Mike Palmer, executive vice president and chief product officer at Veritas, told the assorted throngs at the firm’s Veritas Vision conference that its customers are adopting cloud at an “unprecedented pace”, but Veritas customers are finding it tricky.
“Those customers have a legacy of applications, many of which were built 20 or 30 years ago and eventually evolved. Now they are moving into the public cloud, but they are struggling with how to make that pivot”, he said.
“These struggles include how to build native applications and how to manage deploying applications in a global environment. They also continue to struggle with visibility of data, particularly around data which is regulated.”
Palmer said regulations such as GDPR are seeing companies need to form data retention policies where in the past they had data deletion policies.
“Our customers are struggling and we know that all the technology transformation that is happening is driving a lot of these concerns, but that is also driving a lot of opportunity for us and our partners”, added Palmer.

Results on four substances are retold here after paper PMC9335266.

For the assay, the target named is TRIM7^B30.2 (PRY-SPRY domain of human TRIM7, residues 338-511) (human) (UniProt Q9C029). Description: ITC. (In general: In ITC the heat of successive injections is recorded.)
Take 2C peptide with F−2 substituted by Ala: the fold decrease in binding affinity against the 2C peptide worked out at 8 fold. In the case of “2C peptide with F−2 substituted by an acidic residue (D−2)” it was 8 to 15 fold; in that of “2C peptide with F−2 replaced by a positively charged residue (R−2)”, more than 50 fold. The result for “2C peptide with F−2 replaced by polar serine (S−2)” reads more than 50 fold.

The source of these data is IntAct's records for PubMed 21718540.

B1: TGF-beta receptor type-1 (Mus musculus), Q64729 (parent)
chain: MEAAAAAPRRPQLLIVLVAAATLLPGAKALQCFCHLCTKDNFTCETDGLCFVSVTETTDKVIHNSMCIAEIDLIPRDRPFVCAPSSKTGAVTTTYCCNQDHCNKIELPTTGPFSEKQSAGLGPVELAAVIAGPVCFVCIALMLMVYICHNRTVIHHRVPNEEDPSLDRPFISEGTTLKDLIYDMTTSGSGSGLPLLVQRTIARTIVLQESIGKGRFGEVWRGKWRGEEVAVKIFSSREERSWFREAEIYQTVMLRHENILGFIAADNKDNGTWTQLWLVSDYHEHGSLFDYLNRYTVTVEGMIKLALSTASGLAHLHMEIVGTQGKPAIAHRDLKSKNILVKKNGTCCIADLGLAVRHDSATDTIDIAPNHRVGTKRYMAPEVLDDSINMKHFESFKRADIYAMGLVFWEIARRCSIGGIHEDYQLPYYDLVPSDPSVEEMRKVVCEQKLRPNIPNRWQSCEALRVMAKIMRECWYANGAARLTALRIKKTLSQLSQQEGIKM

However, the conference also heard how close Veritas was getting to Microsoft. Mark Russinovich, CTO of Microsoft Azure at Microsoft, claimed the partnership with Veritas worked due to the vendors’ joint understanding of the enterprise space.
“We are working closely with Veritas around the integration of its technology with Azure so they can produce a high-performing and secure product. We have go-to-market plans together and we also have mutual channels that work together.”
Veritas has announced 360 data management expansions for Veritas and Microsoft Azure customers. These include plans for business continuity and disaster-recovery readiness, hybrid cloud scale-out storage optimisation and data visualisation across disparate sources.